• Center Keba Keita, who’s missed some time this season due to injury, slid into the other starting post position after Lovering went down. The talented sophomore continues to make an impact on both ends of the floor, shooting 66% while averaging 10 points per game; his 22 blocks and 6.4 rebound average are second only to Carlson.
  • Forward Ben Carlson started in place of Branden Carlson during his one-game absence against Southern Utah in the nonconference portion of the schedule and he started last year for the Utes. Smith has often praised the work of Ben Carlson this season, and this season he’s added valuable minutes in the post while adding a scoring punch — he’s averaging 6.4 points and 4.4 rebounds per game.
Utah guard Hunter Erickson controls the ball against Washington State, Wednesday, Jan. 24, 2024, in Pullman, Wash. | Young Kwak, Associated Press

Bench players

  • Depending on the severity of Smith’s and Worster’s injuries, Hunter Erickson is the likely starting point guard for the time being. The transfer guard is averaging 3.8 points, 2.3 assists and 1.1 rebounds per game. Erickson played 27 minutes against the Cougars on Wednesday, scoring four points on 2 of 6 shooting to go with three assists, two rebounds and a block.
  • Wing Luka Tarlac and guard Jayden Teat have seen their playing time increase incrementally since Worster and Lovering went down. That’s likely to stay the case as long as injuries impact Utah’s rotation, with Tarlac adding length inside and Teat a few more minutes running the point.
  • Wing Jake Wahlin and guard Brandon Haddock are the only other Utes with playing time this season, though it’s largely been in mop-up time. Wahlin is a former BYU signee who switched to Utah after a two-year mission and has played in six games, while Haddock is a third-year Ute who’s played sparingly as a reserve.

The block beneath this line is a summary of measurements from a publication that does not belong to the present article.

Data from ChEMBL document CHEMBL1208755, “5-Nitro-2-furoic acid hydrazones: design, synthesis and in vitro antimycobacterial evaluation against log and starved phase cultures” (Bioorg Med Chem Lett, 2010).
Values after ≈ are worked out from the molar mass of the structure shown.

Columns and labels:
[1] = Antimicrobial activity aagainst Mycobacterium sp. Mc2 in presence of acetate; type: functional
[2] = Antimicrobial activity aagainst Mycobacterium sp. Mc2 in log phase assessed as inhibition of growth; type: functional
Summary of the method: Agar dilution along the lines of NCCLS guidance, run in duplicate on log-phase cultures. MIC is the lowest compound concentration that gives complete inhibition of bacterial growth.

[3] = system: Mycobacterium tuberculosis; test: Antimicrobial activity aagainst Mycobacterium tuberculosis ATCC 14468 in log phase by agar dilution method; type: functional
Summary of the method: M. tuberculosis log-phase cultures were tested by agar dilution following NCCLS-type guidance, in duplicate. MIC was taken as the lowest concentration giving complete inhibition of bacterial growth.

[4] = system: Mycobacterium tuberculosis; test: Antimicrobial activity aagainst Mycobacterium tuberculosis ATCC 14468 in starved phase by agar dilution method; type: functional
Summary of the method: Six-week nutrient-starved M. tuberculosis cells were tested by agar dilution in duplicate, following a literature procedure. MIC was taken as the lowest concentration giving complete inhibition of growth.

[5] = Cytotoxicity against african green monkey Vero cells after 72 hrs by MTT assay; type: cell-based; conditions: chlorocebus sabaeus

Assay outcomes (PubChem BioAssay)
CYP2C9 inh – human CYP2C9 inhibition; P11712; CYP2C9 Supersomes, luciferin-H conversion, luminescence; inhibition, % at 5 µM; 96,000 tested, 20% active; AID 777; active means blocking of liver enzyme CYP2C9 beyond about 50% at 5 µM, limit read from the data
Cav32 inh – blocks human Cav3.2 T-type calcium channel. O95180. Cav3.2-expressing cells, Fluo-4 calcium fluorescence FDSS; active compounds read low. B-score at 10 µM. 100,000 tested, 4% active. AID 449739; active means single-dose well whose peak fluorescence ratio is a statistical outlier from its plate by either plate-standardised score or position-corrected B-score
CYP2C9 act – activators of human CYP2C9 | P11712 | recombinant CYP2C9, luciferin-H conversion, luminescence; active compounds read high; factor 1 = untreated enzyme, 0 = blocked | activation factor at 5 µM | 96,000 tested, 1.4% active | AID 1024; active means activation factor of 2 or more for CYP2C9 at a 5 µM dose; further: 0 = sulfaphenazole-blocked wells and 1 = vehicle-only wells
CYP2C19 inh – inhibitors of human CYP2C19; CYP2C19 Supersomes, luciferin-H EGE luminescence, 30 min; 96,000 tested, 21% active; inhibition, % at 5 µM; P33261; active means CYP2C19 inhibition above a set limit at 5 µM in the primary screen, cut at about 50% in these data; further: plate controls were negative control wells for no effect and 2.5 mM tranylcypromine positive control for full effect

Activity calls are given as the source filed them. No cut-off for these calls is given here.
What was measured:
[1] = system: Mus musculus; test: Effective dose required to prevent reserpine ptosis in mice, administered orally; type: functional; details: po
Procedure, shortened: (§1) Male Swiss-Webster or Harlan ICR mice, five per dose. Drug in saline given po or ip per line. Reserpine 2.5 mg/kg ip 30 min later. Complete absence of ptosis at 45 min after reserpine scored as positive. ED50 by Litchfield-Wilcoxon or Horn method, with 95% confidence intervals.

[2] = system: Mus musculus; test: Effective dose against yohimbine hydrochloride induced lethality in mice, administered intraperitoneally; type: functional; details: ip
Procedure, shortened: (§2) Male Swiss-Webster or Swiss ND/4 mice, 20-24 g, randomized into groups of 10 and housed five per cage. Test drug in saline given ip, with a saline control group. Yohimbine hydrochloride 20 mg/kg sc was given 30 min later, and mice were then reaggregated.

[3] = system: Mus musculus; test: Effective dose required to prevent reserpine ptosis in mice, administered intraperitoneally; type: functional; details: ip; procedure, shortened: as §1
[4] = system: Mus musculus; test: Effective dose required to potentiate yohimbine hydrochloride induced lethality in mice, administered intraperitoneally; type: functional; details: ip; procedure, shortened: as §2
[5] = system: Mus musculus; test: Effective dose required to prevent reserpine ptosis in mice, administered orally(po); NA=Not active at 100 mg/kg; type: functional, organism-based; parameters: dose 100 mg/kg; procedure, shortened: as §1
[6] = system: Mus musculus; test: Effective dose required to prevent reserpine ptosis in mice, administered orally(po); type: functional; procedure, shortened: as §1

• Guard Jerry Huang and forward Ayomide Bamisile are on the roster, but have yet to play this season.

Utah head coach Craig Smith, left, speaks with guard Jayden Teat (3) during a game against Washington State, Wednesday, Jan. 24, 2024, in Pullman, Wash. | Young Kwak, Associated Press

Where does this leave Utah?

For now, the Utes have 12 healthy and available players, but only six of those average 18 minutes or more.

Utah is down its top two point guard options — both Worster and Smith were averaging 23 or more minutes per game — and missing a post player in Lovering, who’s been key to setting a physical tone in the paint.

It leaves Utah in a precarious position, with the midway point of the conference season approaching, while Erickson likely takes on a more prominent role and guys like Tarlac and Teat — perhaps even Wahlin — get more up to speed.

“Obviously that’s huge. You don’t plan for that stuff. It’s a part of the game, probably the worst part of the game is getting hurt,” Madsen said after Wednesday’s loss. “But at the end of the day, you know, we can’t make excuses about it.

“We were right in that game. And we always talk about next-man-up mentality and you know, like I said, we’re right in that and it just kind of got away from us.”

Utah guard Luka Tarlac passes the ball against Washington State, Wednesday, Jan. 24, 2024, in Pullman, Wash. | Young Kwak, Associated Press